This past weekend, we got our Christmas decorations up, which generated a lot of talk about what our holiday is going to entail this year. See, my family is scattered throughout the US. Getting together at holidays doesn't happen. My husband's family is in the UK. His parents came to spend Christmas with us every year after we moved to CA in 2004, but when my mother-in-law passed away in 2012, things changed a bit. This year, my father-in-law is staying home, which means it's just the four of us to celebrate the day. For the first time ever, we're considering going to see a movie on Christmas Day. What could compel us to do that? Into the Woods.
It's not just me. My kids know the music back to front. I've taken them to see it live. I'm proud of the fact that I've passed along my love of musical theater to them.
Of course, it helps that I have a ton of soundtracks, some from more than one production. The one nearest to my heart is Les Miserables. It was the very first professional musical I saw live. It was spring break of 1988. I was a freshman in college, and I spent ten days in New York City. In that time period, I saw John Malkovich and Joan Allen in Burn This, Kiri Te Kenawa in Cosi Fan Tutte at the Met, and Les Miserables on Broadway. All three were once in a lifetime experiences, but it was Les Miz that tore me apart. We had cheap student seats. For less than $20, we had a seat in the last two rows in the very top and back of the theater, but from that vantage, I got to see the full effect of the choreography. The voices carried all the way to us without fail, and as someone who didn't know the story (I read the book afterward), it was heart wrenching. What young girl hasn't felt like Eponine at some point in her lives? I was ready to join in the revolution myself. It was just the first time for me. I've seen it in four major American cities, in London, and it is the one show I own in the most incarnations. I have the original London cast, the original Broadway cast, the complete symphonic, and the 10th anniversary all on CD. I also own the 25th anniversary on DVD. So...yeah. That one's my favorite.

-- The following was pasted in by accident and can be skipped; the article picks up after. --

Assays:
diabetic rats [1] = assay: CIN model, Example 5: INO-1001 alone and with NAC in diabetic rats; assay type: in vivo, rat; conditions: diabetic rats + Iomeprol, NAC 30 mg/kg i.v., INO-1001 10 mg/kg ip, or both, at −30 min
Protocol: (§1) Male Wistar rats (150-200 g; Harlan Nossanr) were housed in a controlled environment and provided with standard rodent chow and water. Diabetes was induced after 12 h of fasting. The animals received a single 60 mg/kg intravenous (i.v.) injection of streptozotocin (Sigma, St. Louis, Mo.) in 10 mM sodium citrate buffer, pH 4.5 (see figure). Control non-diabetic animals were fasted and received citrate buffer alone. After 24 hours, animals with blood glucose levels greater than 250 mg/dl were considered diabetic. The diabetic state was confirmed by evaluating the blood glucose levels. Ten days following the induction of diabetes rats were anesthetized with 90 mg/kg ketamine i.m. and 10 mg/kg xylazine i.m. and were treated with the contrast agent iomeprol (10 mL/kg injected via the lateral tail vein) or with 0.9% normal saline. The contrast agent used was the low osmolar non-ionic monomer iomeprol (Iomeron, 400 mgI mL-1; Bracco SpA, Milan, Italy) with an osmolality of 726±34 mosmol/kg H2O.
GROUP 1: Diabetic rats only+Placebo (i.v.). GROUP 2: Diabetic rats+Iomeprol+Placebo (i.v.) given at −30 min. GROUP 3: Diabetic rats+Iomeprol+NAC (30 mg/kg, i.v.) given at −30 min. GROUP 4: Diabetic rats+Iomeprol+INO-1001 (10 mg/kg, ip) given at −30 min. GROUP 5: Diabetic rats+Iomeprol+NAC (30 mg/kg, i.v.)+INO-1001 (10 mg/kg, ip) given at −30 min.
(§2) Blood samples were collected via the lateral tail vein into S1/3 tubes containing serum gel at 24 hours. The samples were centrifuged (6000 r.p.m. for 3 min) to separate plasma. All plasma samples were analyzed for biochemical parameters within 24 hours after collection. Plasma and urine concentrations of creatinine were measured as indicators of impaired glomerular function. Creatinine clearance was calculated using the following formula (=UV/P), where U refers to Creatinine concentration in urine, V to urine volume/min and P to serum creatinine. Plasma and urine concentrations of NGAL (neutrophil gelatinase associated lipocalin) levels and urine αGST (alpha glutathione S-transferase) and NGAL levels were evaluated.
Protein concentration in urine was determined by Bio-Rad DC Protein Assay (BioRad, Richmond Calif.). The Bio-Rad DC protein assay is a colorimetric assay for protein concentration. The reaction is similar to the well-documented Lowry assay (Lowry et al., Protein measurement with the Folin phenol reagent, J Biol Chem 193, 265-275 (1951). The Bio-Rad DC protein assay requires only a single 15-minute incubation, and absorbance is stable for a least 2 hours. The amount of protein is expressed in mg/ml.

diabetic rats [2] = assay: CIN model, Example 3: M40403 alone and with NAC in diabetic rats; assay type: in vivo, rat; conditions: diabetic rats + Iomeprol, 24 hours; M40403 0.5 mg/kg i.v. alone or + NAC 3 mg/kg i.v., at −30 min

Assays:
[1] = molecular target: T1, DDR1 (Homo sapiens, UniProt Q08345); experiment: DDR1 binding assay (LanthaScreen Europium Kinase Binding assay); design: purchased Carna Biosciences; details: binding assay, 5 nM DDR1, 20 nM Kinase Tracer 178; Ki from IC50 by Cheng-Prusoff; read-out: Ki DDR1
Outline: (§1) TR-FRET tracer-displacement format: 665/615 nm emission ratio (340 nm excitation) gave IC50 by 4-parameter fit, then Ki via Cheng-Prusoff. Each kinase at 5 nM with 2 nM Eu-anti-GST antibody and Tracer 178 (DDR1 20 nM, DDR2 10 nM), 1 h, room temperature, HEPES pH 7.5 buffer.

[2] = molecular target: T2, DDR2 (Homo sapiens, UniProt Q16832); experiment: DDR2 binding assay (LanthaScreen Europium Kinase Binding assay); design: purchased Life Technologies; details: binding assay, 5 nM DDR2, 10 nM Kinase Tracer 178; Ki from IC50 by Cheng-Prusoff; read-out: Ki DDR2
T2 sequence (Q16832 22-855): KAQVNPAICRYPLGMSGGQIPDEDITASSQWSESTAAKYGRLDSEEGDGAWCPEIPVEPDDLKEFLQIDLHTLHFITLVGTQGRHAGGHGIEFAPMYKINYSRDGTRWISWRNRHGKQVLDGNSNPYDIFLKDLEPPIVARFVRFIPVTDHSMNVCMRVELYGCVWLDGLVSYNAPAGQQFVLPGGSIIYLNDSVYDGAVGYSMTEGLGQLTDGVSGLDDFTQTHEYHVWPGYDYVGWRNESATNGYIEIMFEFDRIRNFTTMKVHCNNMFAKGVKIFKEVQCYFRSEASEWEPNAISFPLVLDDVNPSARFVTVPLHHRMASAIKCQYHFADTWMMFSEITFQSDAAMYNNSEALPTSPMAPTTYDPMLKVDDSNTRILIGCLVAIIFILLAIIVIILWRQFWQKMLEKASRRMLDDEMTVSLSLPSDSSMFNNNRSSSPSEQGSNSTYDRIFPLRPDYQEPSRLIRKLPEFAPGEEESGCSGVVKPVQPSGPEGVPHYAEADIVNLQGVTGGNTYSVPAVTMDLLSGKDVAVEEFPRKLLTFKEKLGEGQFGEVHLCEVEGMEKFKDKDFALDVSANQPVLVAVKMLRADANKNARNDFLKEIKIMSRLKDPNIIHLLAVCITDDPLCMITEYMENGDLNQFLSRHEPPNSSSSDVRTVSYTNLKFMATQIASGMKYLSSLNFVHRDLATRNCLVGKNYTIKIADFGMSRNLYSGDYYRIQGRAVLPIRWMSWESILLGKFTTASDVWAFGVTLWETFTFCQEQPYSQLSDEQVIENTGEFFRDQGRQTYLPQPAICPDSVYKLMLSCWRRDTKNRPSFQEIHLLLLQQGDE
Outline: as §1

There is no way I can list all the individual shows I own. I probably own most of Stephen Sondheim's work. As much as I love Les Miz, the original Broadway cast performing the first act of Sunday in the Park of George might be as close to perfect theater as I have ever seen/heard. I mean, come on. Mandy Patinkin in one of his greatest roles. A heartbreaking Bernadette Peters. An incredible supporting cast that includes Charles Kimbrough, Dana Ivey, Brent Spiner, and Robert Westenberg. Its commentary on the creative process as well as how brilliantly it mirrored pointillism in the score is masterful to say the least.
I'm keeping my fingers crossed about Into the Woods. I ended up being disappointed by the screen adaptation of Les Miz, so I was holding out on getting excited. Then the trailers started popping up, and it looks and sounds great.
I just have to work out my issue with spending Christmas afternoon sitting in a theater.